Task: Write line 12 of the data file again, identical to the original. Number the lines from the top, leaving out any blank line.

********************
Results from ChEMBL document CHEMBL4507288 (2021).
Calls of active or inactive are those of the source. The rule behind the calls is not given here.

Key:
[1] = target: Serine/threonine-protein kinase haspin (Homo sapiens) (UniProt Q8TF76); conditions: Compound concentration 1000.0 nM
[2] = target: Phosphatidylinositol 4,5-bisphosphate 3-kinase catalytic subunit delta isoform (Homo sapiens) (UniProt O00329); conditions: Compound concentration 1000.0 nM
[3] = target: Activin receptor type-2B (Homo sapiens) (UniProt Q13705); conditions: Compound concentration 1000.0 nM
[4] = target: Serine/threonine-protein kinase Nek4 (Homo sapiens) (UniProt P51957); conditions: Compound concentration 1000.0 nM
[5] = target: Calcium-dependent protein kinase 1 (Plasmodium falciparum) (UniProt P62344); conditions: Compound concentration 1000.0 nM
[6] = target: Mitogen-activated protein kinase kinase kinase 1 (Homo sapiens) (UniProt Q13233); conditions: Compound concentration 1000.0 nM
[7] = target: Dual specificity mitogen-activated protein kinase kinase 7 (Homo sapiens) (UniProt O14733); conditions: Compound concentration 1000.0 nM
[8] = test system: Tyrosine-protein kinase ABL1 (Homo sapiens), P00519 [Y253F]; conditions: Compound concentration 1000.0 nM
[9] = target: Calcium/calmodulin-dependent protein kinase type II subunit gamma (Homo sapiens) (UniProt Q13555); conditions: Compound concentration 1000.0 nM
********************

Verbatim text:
[9] = target: Calcium/calmodulin-dependent protein kinase type II subunit gamma (Homo sapiens) (UniProt Q13555); conditions: Compound concentration 1000.0 nM